My new friend stayed right by my side the whole day, helping me get on the right ferry (everything is in Chinese), negotiating with very aggressive taxi drivers on Shengsi Island and helping me find a new place to stay! My original hostel overbooked itself and canceled my reservation 30minutes prior to my arrival… cool guys, real cool. But lucky for me, my friend got me a wonderful hotel room up on the mountain, overlooking the beautiful fishing village below.
Once I was settled my friend and I headed to the shore, where mini food-truck after mini food truck lined the boardwalk, grilling an array of seafood and veggies. Grab a tray, fill it with the fresh skewers of veggies (eggplant is a must) and a wide array of fish, octopus, squid and spiced meats. My mouth is watering just thinking about it! So we lifted a few bottles of TsingTao and repeated “gumba” (cheers) to the beautiful island, new friendship, finally making it there, and, of course, the yummy food before us.
My night ended with my friend giving me directions to what port I need to head to, to get to Gouqi Island and wished me luck. That was the last I would see of him… or so I thought.
The next morning I woke, taking in my beautiful view of the ocean and the local town. In the day-time, I could now see how this beautiful town was littered with beautiful murals everywhere! The pride of the locals in their little fishing town warmed my heart as I wandered around.
So I got to the Xiaocaiyun dock only to find that my friend had arrived there before me and was holding my place in line….umm what?! So it turns out he was waiting for his ferry to leave and noticed the ticketing line was getting long so he decided to stand in line for me until I got there. Such a generous soul. Shortly after, he left to catch his ferry and I was a solo traveler again.
Since a typhoon was scheduled to hit later on in the week, the ferry ride was a bit of a rocky one… leaving the majority of the people turning green, while little puke baggies sliding around on the floor. Oh, joy. The best part was arriving on the island and being told that there will be no more ferries leaving the island for the rest of the day. So it happened again….stranded on island numero 2. Luckily for me, I saw three other foreigners trying to find hotel rooms, so I linked up with them and split a room for the night. The British couple to one room and the Candian and I in another. We proceeded to split the taxi fair to the Houtou Wan Village. The island is fairly tiny and our insane driver got lost taking us to the village (lovely scenic tour of the island?!?). After some arguing with my new travel buddies with the driver in broken mandarin we were finally dropped off at the trailhead to the village. Nowhere in my research did it say anything about a little hike, but I was more than thrilled with this sweaty surprise.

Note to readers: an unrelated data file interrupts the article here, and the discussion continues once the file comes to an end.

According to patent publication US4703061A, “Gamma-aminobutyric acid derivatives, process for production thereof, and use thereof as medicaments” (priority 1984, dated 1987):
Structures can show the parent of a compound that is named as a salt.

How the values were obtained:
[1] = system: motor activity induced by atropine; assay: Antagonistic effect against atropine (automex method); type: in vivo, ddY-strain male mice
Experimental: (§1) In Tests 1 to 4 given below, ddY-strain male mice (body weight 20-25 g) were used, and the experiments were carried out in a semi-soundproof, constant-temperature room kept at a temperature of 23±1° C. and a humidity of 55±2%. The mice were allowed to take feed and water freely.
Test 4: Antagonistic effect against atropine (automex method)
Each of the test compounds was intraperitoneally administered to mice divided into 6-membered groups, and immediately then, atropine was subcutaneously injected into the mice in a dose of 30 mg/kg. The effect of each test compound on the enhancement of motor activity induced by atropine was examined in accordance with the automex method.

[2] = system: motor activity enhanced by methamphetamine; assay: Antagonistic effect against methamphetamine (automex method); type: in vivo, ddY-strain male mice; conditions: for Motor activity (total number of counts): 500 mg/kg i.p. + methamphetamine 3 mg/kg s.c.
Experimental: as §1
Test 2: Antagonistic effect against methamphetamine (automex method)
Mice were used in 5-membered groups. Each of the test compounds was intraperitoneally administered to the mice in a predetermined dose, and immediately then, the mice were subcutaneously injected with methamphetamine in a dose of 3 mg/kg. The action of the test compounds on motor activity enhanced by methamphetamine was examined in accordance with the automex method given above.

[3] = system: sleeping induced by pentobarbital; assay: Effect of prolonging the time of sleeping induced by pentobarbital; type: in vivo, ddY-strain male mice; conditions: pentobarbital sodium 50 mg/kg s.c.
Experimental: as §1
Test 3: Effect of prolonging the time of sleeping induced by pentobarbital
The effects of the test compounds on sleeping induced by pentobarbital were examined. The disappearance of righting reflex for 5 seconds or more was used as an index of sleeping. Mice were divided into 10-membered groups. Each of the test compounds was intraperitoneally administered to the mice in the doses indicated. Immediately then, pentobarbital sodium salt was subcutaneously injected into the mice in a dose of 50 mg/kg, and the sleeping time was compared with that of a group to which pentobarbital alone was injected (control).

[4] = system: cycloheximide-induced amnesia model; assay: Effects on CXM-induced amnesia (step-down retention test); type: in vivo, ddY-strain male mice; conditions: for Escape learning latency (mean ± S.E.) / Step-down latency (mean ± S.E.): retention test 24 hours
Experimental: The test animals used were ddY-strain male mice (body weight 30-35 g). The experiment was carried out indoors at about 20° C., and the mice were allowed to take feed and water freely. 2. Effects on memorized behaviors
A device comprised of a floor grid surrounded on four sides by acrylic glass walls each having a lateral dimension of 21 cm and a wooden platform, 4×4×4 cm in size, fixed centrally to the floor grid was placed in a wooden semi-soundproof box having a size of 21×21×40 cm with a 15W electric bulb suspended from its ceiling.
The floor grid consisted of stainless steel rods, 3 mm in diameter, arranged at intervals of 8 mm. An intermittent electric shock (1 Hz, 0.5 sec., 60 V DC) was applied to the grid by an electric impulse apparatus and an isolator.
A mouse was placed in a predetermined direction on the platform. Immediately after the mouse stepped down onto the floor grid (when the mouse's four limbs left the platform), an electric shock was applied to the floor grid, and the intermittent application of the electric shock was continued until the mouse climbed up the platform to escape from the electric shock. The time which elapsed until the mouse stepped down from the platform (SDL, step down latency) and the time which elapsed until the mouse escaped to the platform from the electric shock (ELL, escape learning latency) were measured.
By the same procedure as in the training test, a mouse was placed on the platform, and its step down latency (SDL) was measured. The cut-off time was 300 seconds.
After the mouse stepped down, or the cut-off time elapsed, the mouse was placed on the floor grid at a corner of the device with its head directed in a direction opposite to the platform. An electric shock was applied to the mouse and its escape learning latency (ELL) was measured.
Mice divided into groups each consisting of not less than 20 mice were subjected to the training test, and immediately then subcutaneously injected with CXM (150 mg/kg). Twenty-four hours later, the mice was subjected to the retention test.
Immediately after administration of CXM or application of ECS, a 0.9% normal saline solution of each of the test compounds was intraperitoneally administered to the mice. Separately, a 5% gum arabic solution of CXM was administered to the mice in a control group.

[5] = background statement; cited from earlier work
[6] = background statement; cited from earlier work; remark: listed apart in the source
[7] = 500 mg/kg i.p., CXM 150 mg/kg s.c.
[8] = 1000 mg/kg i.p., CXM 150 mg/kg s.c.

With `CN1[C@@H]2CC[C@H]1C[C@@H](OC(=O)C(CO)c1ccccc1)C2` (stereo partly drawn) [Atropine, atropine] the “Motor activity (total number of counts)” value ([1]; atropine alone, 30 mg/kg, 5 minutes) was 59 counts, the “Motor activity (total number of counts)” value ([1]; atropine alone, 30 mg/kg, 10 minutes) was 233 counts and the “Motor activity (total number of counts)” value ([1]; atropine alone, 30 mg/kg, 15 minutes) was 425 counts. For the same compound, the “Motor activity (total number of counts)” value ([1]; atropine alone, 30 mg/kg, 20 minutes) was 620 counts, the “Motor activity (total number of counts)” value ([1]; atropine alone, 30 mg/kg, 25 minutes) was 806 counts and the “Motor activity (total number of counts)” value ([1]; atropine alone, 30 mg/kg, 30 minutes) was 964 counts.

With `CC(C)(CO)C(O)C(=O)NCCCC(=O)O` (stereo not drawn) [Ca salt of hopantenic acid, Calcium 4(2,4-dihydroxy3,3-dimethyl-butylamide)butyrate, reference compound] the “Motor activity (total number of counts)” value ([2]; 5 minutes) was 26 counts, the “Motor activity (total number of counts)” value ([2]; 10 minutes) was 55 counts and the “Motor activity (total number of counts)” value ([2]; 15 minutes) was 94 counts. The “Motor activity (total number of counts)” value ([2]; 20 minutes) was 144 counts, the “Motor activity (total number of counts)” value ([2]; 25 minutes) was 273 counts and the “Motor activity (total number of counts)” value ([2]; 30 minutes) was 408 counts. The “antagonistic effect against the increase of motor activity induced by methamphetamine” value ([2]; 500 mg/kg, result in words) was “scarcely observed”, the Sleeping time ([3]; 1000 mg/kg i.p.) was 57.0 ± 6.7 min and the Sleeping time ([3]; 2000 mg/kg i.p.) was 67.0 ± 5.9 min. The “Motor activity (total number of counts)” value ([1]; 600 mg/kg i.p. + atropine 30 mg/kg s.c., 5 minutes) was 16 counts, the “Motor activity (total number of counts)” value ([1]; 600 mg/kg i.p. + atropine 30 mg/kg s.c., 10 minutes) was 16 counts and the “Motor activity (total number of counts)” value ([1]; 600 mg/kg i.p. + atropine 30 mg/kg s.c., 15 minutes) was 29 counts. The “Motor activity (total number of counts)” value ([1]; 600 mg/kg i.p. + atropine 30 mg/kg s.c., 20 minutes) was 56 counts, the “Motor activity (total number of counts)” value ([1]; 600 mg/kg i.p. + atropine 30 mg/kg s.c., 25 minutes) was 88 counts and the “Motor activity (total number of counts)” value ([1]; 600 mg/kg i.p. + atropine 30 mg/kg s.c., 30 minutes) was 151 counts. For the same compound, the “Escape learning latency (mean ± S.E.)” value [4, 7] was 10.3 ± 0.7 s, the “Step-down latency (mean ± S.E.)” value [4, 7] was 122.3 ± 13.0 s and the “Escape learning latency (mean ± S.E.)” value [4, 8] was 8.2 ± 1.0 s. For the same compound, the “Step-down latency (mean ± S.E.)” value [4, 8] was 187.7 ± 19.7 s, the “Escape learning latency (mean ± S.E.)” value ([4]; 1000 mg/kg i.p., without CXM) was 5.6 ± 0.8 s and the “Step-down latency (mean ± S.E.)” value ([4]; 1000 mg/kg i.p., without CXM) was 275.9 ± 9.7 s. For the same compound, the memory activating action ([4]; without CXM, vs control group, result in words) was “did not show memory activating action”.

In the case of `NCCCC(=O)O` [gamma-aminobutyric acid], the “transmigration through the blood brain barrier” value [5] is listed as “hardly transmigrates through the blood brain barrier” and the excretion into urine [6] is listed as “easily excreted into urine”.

Again, traveling is stressful and 9x our of 10 your plans/timeline is going to be altered… you can either get angry, curse, and throw a fit… because even after giving the taxi driver the directions in Chinese he still got lost. Or you can sit back and enjoy the ride..see it as a beautiful tour and a “free” glance at other parts of the island you would of not have seen otherwise…either way, your circumstances haven’t changed. One releases stress, while the other heightens it.
So we were dropped off at some random location and pointed at a trailhead amongst a graveyard and told to hike. It was a leisure 30min hike through a graveyard, some of the locals small farms and a beautiful Buddhist temple. If you don’t have a drone, walking around the Buddhist temple is a great spot to get the lay of the village or a bird’s eye view.
After that, I found myself an old stick with red paint chipped off and claimed it as my selfie stick for the day. I left my new roomies to venture off by myself through the village. It was beautiful. Vines and shrubbery have completely taken over everything. Although there are a few tourists, the place was such a good escape from the craziness that is Shanghai. Mother Nature and I are good, good friends, and it was exhilarating wandering through her spin on some 1950s man-made infrastructures.
I spent the next 4 hours wandering in and out of (stable) abandon homes and slowly made my way to the harbor. Upon first glance, it appeared as though the ground was moving…when in actuality it is a swarm of isopods (sea roaches). Needless to say, there was a lot of squealing during this stroll.
Due to the cracks in my original plan, I did not get to spend as much time as I wanted in the village. Sunset was approaching fast and I was not in the mood to be stranded in an abandoned village with a typhoon lurking in the distance. So I met up with my roomies near the Buddhist temple to begin the negotiations of our fare home.
That night we spend the evening drinking some beers and feasting on some traditional Chinese dishes on the street. The weird thing about being a foreigner in eastern Asia is where ever you go to eat or hang out before you know it that establishment you choose becomes the hot spot. I have noticed quickly that having a few foreigners at our local business will draw in a crowd of paying local customers…and that night was a prime example.
The next day I caught the ferry, which just so happened to be a direct trip back to Shanghai….. So my friends, the big take away from my cluster-fun of transportation to Gouqi is that there is one ferry that leaves every day from Shanghai to Gouqi. No matter how many people I talked to or how much research I did to get to the island, this bit of information seemed to slip everyone’s mind, until I bought my ticket for the return trip…. oh the joys of traveling in China as a foreigner.
Word to the wise…..as a thousand questions, as the same question 5 different ways, have them write it down in Chinese, and hope that you won’t get stranded as much as I did on this journey to the abandoned village.